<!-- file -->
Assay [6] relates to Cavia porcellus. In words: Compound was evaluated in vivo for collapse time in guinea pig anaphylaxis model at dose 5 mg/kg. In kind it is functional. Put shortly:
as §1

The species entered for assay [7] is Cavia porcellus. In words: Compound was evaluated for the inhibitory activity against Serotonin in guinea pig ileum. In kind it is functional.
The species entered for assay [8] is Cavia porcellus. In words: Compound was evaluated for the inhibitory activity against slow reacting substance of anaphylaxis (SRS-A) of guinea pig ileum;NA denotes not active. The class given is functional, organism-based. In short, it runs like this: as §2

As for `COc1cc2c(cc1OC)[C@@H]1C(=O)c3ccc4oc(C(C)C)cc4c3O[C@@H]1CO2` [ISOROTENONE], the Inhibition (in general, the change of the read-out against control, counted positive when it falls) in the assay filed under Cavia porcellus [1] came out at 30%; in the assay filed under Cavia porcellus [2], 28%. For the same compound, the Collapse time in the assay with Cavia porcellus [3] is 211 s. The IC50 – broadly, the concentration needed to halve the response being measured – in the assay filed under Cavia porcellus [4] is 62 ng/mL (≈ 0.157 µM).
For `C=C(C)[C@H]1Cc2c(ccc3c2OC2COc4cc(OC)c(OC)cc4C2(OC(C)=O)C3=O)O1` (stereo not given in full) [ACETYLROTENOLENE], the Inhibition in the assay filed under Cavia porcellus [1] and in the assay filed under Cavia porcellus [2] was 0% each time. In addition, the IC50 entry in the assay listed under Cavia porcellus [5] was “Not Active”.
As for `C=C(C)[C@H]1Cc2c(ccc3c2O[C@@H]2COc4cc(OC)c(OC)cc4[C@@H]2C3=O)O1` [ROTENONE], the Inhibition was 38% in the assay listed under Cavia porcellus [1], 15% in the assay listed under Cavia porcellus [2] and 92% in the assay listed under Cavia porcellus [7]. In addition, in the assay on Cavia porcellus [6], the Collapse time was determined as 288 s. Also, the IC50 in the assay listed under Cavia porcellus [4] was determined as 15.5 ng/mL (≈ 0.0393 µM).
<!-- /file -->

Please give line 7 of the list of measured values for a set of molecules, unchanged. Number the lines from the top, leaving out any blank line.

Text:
As for `C=C(C)[C@H]1Cc2c(ccc3c2O[C@@H]2COc4cc(OC)c(OC)cc4[C@@H]2C3=O)O1` [ROTENONE], the Inhibition was 38% in the assay listed under Cavia porcellus [1], 15% in the assay listed under Cavia porcellus [2] and 92% in the assay listed under Cavia porcellus [7]. In addition, in the assay on Cavia porcellus [6], the Collapse time was determined as 288 s. Also, the IC50 in the assay listed under Cavia porcellus [4] was determined as 15.5 ng/mL (≈ 0.0393 µM).